Thursday, October 17, 2013

An Apple a Day - Scientific Method Part 3 - Experiment Design

"Red Delicious are the best apples ever!" proclaimed my oldest. If you make such a claim, you better make sure it is accurate. Ever so helpful I asked him what other apples he had tried and compared. "Uh, those yellow ones you buy? Of the two kinds of apples Red Delicious is the best".

MAJOR parental oversight. How is he ever going to win in Jeopardy without knowing at least 27 varieties of apple. So I decided it was time to teach useless trivia to the kids by the means of an experiment. It's what scientists do! We were going to have an apple tasting. So off to the grocery store with the mission to buy one apple of each kind we could find. Ignorant about apples that I am, I thought that would mean about 6 or 7 apples. The kids enthusiastically guessed 16-20. We found 15. Had we agreed on "The Price is Right" scoring rules, I'd have won this one.

Evel Knievel was still insisting that Red Delicious are the best apples, and said he would give them the highest scores. The statistician in me raised an eyebrow and took up the challenge. So we put the experiment on hold and talked about objective data collection and cherry-picking (with a little unplanned excursion on why it isn't called apple picking) . Finding the best tasting apple we need to assess taste only. No favoritism! It is a small step from favoritism to profiling, and from there to discrimination. You have probably come across the countless studies how essays or resumes get graded or viewed very differently based on the gender or race associated with the name in the first line. Lesson of the day, collect the data that IS there, not the data you EXPECT to be there. Never assume.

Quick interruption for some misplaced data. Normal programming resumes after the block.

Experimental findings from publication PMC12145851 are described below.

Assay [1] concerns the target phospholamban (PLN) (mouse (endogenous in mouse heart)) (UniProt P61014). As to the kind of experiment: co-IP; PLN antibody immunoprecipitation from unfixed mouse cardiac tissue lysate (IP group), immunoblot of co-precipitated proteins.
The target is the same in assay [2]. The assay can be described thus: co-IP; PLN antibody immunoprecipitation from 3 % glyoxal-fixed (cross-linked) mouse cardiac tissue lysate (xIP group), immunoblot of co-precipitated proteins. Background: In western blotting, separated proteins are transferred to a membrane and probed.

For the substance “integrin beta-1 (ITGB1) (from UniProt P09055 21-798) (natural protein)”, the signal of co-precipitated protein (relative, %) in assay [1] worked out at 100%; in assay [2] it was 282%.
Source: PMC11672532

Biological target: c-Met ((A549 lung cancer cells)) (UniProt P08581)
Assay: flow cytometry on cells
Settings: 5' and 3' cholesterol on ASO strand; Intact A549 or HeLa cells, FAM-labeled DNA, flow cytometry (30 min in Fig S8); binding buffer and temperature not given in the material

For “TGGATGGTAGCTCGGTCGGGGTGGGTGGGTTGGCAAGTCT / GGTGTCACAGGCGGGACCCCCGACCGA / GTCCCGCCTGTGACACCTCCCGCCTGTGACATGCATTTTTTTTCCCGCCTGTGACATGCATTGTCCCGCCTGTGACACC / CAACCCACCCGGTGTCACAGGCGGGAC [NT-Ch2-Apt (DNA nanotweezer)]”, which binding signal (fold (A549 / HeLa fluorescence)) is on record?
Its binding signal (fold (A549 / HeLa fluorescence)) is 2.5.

So after writing number cards for a true blind tasting, we continued. While I cut and peeled 15 apples (what was I thinking?!), the boys designed our scoring sheet. Credits for illustration go to Evel Knievel.

And then we ate and scored and settled once and for all which apples to buy for the family.

The outcome? Evel Knievel prefers Paula Red, Pink Lady and Red Delicious. Although I think he cheated when he recognized Red Delicious by taste. Mr Entropy likes Honey Crisp and Pink Lady, but he made it only half way through the sample, so incomplete data here. The Queen stated her favorites are the ones without the crust, which then triggered a lecture by Evel on the difference between crust and peel. Then we forgot to ask her again. I preferred Sweet Tango and Gala. Finding the best apple choice for the family turned out to be a lot more complex than expected. So we wrapped up the experiment by baking 4 apple cakes with the 15 three-quarters of an apple that were left over after the tasting. Like the space shuttle program bringing you the Teflon pan, science sometimes has unintended benefits.

With the apple conundrum solved by creating just more disagreement on what's the best apple, my husband delivered the final lesson on science - that any great findings without a clear implementation plan are doomed. He simply keeps buying the apples that are on sale.

Other things to sample and score:
- Ice Cream!
- Yogurts
- Cheeses
- Breads
- Canned beans (be ready to cook chili)
- Lemonades or juices
- Tropical fruit you have never eaten before

Geek factor: 3 out of 5
Fun Factor: 5 out of 5 (if you aren't the one peeling the apples)

How do you teach the scientific method to your children? Leave a comment!

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Friday, October 11, 2013

Learn to Think

The new school year has started and the waves of emotion around Common Core Standards are picking up amplitude. I am not an educator, so I don't have hands on experience about some of the criticism. But one comment I recently read made me so angry, that I immediately grabbed my 6-year old and confirmed that he fulfills the requirement in question.